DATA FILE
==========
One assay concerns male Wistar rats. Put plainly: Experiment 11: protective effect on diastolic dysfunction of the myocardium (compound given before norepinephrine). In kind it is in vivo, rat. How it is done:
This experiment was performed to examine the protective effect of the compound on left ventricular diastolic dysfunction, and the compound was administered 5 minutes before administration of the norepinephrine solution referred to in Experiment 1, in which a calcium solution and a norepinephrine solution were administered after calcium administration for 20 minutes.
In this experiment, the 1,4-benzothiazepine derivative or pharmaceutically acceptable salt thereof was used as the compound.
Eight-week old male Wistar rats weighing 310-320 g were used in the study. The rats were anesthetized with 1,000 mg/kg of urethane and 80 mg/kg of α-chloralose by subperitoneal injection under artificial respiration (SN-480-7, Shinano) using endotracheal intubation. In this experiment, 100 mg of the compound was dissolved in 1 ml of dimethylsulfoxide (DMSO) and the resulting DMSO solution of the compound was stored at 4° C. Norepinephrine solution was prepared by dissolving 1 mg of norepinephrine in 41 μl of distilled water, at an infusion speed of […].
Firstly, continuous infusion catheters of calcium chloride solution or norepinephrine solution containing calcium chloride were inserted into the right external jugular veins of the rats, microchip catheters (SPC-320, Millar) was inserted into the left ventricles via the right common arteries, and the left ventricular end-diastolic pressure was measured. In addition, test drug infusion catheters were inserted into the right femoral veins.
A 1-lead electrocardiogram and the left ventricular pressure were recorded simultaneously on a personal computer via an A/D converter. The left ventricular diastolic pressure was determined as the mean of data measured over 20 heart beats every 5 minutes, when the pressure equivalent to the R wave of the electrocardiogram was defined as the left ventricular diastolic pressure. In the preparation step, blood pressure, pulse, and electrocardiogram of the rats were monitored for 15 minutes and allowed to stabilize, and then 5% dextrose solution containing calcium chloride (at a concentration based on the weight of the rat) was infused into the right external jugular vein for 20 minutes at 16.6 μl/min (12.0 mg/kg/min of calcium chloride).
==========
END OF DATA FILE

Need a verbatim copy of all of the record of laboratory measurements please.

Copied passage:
One assay concerns male Wistar rats. Put plainly: Experiment 11: protective effect on diastolic dysfunction of the myocardium (compound given before norepinephrine). In kind it is in vivo, rat. How it is done:
This experiment was performed to examine the protective effect of the compound on left ventricular diastolic dysfunction, and the compound was administered 5 minutes before administration of the norepinephrine solution referred to in Experiment 1, in which a calcium solution and a norepinephrine solution were administered after calcium administration for 20 minutes.
In this experiment, the 1,4-benzothiazepine derivative or pharmaceutically acceptable salt thereof was used as the compound.
Eight-week old male Wistar rats weighing 310-320 g were used in the study. The rats were anesthetized with 1,000 mg/kg of urethane and 80 mg/kg of α-chloralose by subperitoneal injection under artificial respiration (SN-480-7, Shinano) using endotracheal intubation. In this experiment, 100 mg of the compound was dissolved in 1 ml of dimethylsulfoxide (DMSO) and the resulting DMSO solution of the compound was stored at 4° C. Norepinephrine solution was prepared by dissolving 1 mg of norepinephrine in 41 μl of distilled water, at an infusion speed of […].
Firstly, continuous infusion catheters of calcium chloride solution or norepinephrine solution containing calcium chloride were inserted into the right external jugular veins of the rats, microchip catheters (SPC-320, Millar) was inserted into the left ventricles via the right common arteries, and the left ventricular end-diastolic pressure was measured. In addition, test drug infusion catheters were inserted into the right femoral veins.
A 1-lead electrocardiogram and the left ventricular pressure were recorded simultaneously on a personal computer via an A/D converter. The left ventricular diastolic pressure was determined as the mean of data measured over 20 heart beats every 5 minutes, when the pressure equivalent to the R wave of the electrocardiogram was defined as the left ventricular diastolic pressure. In the preparation step, blood pressure, pulse, and electrocardiogram of the rats were monitored for 15 minutes and allowed to stabilize, and then 5% dextrose solution containing calcium chloride (at a concentration based on the weight of the rat) was infused into the right external jugular vein for 20 minutes at 16.6 μl/min (12.0 mg/kg/min of calcium chloride).